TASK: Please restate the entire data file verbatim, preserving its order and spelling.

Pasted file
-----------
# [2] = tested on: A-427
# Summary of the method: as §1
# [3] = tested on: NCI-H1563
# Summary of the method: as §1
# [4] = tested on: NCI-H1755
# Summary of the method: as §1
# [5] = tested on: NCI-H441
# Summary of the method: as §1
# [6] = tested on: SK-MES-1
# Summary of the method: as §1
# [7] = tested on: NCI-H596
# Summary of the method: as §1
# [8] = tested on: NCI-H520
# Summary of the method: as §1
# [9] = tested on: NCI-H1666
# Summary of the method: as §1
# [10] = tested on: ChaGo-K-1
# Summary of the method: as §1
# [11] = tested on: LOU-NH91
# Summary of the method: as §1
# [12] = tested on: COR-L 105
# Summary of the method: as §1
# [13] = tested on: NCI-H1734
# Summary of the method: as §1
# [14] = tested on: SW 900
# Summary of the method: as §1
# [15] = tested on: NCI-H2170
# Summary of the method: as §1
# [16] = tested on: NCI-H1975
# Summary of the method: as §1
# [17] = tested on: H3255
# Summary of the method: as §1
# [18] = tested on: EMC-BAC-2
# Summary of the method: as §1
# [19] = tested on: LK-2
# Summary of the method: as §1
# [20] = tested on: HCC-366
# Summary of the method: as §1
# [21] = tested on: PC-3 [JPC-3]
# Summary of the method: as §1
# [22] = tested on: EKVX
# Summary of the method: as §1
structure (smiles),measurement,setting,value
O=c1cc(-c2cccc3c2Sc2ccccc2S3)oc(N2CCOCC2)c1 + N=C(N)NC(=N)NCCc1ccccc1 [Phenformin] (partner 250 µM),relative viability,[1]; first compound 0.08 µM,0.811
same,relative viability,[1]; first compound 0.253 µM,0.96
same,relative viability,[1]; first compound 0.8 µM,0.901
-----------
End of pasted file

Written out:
# [2] = tested on: A-427
# Summary of the method: as §1
# [3] = tested on: NCI-H1563
# Summary of the method: as §1
# [4] = tested on: NCI-H1755
# Summary of the method: as §1
# [5] = tested on: NCI-H441
# Summary of the method: as §1
# [6] = tested on: SK-MES-1
# Summary of the method: as §1
# [7] = tested on: NCI-H596
# Summary of the method: as §1
# [8] = tested on: NCI-H520
# Summary of the method: as §1
# [9] = tested on: NCI-H1666
# Summary of the method: as §1
# [10] = tested on: ChaGo-K-1
# Summary of the method: as §1
# [11] = tested on: LOU-NH91
# Summary of the method: as §1
# [12] = tested on: COR-L 105
# Summary of the method: as §1
# [13] = tested on: NCI-H1734
# Summary of the method: as §1
# [14] = tested on: SW 900
# Summary of the method: as §1
# [15] = tested on: NCI-H2170
# Summary of the method: as §1
# [16] = tested on: NCI-H1975
# Summary of the method: as §1
# [17] = tested on: H3255
# Summary of the method: as §1
# [18] = tested on: EMC-BAC-2
# Summary of the method: as §1
# [19] = tested on: LK-2
# Summary of the method: as §1
# [20] = tested on: HCC-366
# Summary of the method: as §1
# [21] = tested on: PC-3 [JPC-3]
# Summary of the method: as §1
# [22] = tested on: EKVX
# Summary of the method: as §1
structure (smiles),measurement,setting,value
O=c1cc(-c2cccc3c2Sc2ccccc2S3)oc(N2CCOCC2)c1 + N=C(N)NC(=N)NCCc1ccccc1 [Phenformin] (partner 250 µM),relative viability,[1]; first compound 0.08 µM,0.811
same,relative viability,[1]; first compound 0.253 µM,0.96
same,relative viability,[1]; first compound 0.8 µM,0.901